Words by Craig Butler, 7x Irish national champion
I’m at a place in my life right now that would have made me panic just a couple of years ago. Shit, if someone even mentioned the word “gay’’ around me, I would go red in the face and start to sweat. I don’t know how I got here, but I’m very happy that I did.
So I want to tell you something. Something that’s a little part of me. Something that you might not agree with and might make you think “what does this even have to do with surfing?” The truth is, it probably has nothing to do with surfing. But I do know my teenage years would have been a lot easier if I could read about a pro surfer who also battled the same demons I struggled with. That alone might have softened the blow. Maybe if I’d been able to see just how gay people are accepted in the surf community, I wouldn’t have grown up to be the nervous wreck that I am today. I know these things would have made a huge difference to me as a kid, and I believe it can make a difference to the thousands out there today facing the same inner struggles.
Growing up surfing in Ireland couldn’t be any further away from the palm trees of Venice Beach or trunking it in Indo. Ireland is cold, dark, and it brings new meaning to the saying “freezing your nuts off.” We have a real tight knit community here. Everyone knows everyone and the surf scene is very much woolly jumpers, knitted hats and cups of tea. There is no localism in the water; the worst that’s going to happen is you’ll be dropped in on. Then that same guy that drops in on you will more than likely paddle back and apologise. All of which is to say there is a lot of respect for one another in these waters. Visiting surfers are usually welcomed with open arms and instantly accepted into the family. All of these things are really cool to see.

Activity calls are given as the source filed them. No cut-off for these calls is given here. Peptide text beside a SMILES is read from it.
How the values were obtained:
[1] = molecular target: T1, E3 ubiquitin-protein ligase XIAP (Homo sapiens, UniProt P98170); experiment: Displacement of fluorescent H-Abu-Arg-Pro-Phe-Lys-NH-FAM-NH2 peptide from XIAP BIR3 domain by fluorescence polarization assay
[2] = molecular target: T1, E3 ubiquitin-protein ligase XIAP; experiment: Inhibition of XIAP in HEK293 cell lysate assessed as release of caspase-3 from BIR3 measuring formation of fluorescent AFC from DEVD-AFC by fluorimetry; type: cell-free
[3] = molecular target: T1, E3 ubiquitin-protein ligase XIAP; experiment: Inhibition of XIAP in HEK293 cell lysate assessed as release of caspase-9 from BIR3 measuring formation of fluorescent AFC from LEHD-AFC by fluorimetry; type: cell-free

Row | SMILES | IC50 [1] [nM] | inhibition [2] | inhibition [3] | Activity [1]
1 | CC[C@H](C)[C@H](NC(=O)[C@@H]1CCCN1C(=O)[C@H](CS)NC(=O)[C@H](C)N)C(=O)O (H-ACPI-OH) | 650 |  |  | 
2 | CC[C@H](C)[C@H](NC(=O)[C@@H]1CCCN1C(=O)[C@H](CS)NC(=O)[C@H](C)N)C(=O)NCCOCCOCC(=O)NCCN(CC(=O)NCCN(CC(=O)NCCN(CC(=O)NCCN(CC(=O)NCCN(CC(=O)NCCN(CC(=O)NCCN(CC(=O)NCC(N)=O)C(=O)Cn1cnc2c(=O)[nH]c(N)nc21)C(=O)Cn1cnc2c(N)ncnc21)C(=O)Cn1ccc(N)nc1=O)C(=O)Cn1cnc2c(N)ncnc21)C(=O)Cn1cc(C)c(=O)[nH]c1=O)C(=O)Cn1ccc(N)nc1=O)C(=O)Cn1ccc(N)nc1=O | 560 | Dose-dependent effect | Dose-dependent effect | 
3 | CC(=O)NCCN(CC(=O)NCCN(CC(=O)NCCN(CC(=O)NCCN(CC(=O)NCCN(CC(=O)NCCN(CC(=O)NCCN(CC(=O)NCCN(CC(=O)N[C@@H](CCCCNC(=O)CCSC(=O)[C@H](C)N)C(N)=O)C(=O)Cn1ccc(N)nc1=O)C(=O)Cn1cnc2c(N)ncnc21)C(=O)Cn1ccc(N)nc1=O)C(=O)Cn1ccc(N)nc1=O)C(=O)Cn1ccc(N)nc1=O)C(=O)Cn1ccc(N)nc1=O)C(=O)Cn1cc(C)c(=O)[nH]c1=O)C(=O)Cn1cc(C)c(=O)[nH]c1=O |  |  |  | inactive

Growing up, I never accepted myself as being gay. I wanted to be the best but I thought that people would just end up hating me if they ever found out –- especially here in Ireland where everyone is so tight. I battled thoughts of suicide, telling myself I would have to kill myself if anybody ever found out I was gay. I remember a couple of instances some people nearly found out and I thought to myself “well this is the end of me, there’s no room for gay surfers.” I would Google search gay professional surfers but never found any. Sure, there was the odd gay sportsman here and there, but never a surfer -– never anything or anyone that I could relate to. That only added to my feelings of loneliness and the belief that I was the only person going through this. Feeling like the only person on earth sucked. No matter how many contests I won or how many days of good waves that I got, nothing changed this feeling. I just wanted to be liked for being me, but I could never imagine my life where people would know that I’m gay and accept me.
I have a very loving accepting mother who owns the local surf shop, but I could only imagine her disappointment when finding out her son was a “fag.” I went to numerous therapists as a kid and was even too scared to tell any of them about the secret I was hiding.
So what changed?